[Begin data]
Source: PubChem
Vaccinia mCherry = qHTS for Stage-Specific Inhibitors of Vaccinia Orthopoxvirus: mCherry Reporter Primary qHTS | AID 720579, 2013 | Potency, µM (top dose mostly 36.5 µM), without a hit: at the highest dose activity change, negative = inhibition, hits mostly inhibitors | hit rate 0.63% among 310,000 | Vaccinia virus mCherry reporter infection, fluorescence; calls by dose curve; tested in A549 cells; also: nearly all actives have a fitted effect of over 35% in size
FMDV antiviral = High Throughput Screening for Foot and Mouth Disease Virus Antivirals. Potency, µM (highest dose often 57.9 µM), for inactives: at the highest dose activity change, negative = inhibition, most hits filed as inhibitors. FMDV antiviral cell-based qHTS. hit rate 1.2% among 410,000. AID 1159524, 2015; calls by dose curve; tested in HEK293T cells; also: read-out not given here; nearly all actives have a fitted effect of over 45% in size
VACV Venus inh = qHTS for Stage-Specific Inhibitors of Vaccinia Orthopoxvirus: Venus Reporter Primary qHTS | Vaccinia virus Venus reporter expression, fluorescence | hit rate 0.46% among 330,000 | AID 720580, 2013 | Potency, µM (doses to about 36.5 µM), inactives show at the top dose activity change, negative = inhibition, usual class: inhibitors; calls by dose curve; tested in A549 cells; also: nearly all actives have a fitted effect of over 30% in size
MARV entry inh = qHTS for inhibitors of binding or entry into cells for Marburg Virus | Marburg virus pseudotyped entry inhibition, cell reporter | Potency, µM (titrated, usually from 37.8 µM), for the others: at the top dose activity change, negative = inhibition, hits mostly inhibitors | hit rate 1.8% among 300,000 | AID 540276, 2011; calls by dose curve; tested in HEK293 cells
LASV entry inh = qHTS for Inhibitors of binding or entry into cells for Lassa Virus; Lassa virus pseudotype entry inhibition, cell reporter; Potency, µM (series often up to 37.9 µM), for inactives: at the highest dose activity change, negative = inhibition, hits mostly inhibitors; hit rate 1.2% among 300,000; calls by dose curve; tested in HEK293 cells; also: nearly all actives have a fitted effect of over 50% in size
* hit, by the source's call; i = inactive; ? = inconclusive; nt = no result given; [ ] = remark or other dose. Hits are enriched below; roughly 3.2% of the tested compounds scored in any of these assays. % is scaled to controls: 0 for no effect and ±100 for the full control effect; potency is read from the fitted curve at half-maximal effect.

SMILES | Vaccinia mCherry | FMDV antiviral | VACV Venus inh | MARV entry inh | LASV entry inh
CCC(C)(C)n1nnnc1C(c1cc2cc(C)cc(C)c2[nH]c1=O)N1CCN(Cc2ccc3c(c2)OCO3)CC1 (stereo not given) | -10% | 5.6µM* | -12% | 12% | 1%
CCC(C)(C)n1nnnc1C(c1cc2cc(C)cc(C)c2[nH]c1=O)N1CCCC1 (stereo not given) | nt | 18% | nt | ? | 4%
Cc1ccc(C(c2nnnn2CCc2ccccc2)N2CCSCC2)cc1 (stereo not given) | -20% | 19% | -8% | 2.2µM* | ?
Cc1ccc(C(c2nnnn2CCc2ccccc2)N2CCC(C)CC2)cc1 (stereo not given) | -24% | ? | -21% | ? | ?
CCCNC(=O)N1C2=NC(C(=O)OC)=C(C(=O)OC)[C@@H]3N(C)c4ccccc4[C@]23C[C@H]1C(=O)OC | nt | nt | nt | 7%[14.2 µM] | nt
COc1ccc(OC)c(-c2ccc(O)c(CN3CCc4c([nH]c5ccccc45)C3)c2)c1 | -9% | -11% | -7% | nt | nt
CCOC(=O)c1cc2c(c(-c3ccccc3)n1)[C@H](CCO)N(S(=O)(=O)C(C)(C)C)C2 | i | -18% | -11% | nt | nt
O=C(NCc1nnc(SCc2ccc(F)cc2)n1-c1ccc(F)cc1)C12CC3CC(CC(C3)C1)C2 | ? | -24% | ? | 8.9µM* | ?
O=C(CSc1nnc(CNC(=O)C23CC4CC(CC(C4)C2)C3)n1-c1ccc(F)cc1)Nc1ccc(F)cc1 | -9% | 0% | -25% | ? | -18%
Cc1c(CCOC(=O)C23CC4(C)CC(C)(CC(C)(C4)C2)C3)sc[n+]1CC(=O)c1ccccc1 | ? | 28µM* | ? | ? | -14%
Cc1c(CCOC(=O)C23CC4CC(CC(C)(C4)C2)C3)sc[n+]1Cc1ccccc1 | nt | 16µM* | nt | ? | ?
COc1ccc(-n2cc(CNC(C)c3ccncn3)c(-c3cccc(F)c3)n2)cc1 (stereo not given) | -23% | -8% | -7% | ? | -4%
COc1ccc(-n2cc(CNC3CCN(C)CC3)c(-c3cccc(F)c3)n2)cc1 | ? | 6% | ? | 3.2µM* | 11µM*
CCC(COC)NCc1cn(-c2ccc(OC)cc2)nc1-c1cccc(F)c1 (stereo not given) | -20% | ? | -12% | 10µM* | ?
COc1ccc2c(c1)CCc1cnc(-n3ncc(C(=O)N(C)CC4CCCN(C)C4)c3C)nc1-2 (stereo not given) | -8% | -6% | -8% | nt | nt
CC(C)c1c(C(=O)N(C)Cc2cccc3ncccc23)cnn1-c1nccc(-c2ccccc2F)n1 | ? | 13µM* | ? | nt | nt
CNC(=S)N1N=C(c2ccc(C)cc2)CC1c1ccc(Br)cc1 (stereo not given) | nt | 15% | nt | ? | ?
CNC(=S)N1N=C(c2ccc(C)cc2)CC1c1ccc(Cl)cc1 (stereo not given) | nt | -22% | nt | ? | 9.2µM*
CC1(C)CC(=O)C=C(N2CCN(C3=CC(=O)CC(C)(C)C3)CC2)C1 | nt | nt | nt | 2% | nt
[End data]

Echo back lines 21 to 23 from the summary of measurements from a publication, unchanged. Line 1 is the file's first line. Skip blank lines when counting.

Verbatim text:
COc1ccc(-n2cc(CNC3CCN(C)CC3)c(-c3cccc(F)c3)n2)cc1 | ? | 6% | ? | 3.2µM* | 11µM*
CCC(COC)NCc1cn(-c2ccc(OC)cc2)nc1-c1cccc(F)c1 (stereo not given) | -20% | ? | -12% | 10µM* | ?
COc1ccc2c(c1)CCc1cnc(-n3ncc(C(=O)N(C)CC4CCCN(C)C4)c3C)nc1-2 (stereo not given) | -8% | -6% | -8% | nt | nt